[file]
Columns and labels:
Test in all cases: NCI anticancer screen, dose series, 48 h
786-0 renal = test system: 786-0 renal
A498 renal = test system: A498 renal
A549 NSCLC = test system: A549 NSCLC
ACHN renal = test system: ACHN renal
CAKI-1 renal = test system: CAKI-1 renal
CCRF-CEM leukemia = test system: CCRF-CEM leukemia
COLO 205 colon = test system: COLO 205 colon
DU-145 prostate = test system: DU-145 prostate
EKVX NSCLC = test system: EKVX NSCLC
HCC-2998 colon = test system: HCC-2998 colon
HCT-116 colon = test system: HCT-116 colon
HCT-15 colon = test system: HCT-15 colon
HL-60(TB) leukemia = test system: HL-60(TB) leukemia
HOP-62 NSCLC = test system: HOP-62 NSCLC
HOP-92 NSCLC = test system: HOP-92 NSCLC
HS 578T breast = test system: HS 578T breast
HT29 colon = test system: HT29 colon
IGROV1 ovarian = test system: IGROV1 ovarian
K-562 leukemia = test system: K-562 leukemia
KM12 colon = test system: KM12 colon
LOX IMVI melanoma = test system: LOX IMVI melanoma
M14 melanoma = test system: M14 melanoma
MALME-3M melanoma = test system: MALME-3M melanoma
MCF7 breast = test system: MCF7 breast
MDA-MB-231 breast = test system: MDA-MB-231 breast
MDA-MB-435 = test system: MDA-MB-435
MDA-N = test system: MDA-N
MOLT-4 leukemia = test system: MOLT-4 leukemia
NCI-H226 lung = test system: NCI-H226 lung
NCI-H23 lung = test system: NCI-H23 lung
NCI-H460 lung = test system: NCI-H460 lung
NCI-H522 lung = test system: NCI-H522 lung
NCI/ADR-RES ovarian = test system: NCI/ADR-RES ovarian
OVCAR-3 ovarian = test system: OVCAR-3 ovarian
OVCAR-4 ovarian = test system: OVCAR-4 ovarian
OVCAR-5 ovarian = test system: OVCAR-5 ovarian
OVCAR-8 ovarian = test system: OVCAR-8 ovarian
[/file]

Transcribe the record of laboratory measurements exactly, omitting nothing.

Columns and labels:
Test in all cases: NCI anticancer screen, dose series, 48 h
786-0 renal = test system: 786-0 renal
A498 renal = test system: A498 renal
A549 NSCLC = test system: A549 NSCLC
ACHN renal = test system: ACHN renal
CAKI-1 renal = test system: CAKI-1 renal
CCRF-CEM leukemia = test system: CCRF-CEM leukemia
COLO 205 colon = test system: COLO 205 colon
DU-145 prostate = test system: DU-145 prostate
EKVX NSCLC = test system: EKVX NSCLC
HCC-2998 colon = test system: HCC-2998 colon
HCT-116 colon = test system: HCT-116 colon
HCT-15 colon = test system: HCT-15 colon
HL-60(TB) leukemia = test system: HL-60(TB) leukemia
HOP-62 NSCLC = test system: HOP-62 NSCLC
HOP-92 NSCLC = test system: HOP-92 NSCLC
HS 578T breast = test system: HS 578T breast
HT29 colon = test system: HT29 colon
IGROV1 ovarian = test system: IGROV1 ovarian
K-562 leukemia = test system: K-562 leukemia
KM12 colon = test system: KM12 colon
LOX IMVI melanoma = test system: LOX IMVI melanoma
M14 melanoma = test system: M14 melanoma
MALME-3M melanoma = test system: MALME-3M melanoma
MCF7 breast = test system: MCF7 breast
MDA-MB-231 breast = test system: MDA-MB-231 breast
MDA-MB-435 = test system: MDA-MB-435
MDA-N = test system: MDA-N
MOLT-4 leukemia = test system: MOLT-4 leukemia
NCI-H226 lung = test system: NCI-H226 lung
NCI-H23 lung = test system: NCI-H23 lung
NCI-H460 lung = test system: NCI-H460 lung
NCI-H522 lung = test system: NCI-H522 lung
NCI/ADR-RES ovarian = test system: NCI/ADR-RES ovarian
OVCAR-3 ovarian = test system: OVCAR-3 ovarian
OVCAR-4 ovarian = test system: OVCAR-4 ovarian
OVCAR-5 ovarian = test system: OVCAR-5 ovarian
OVCAR-8 ovarian = test system: OVCAR-8 ovarian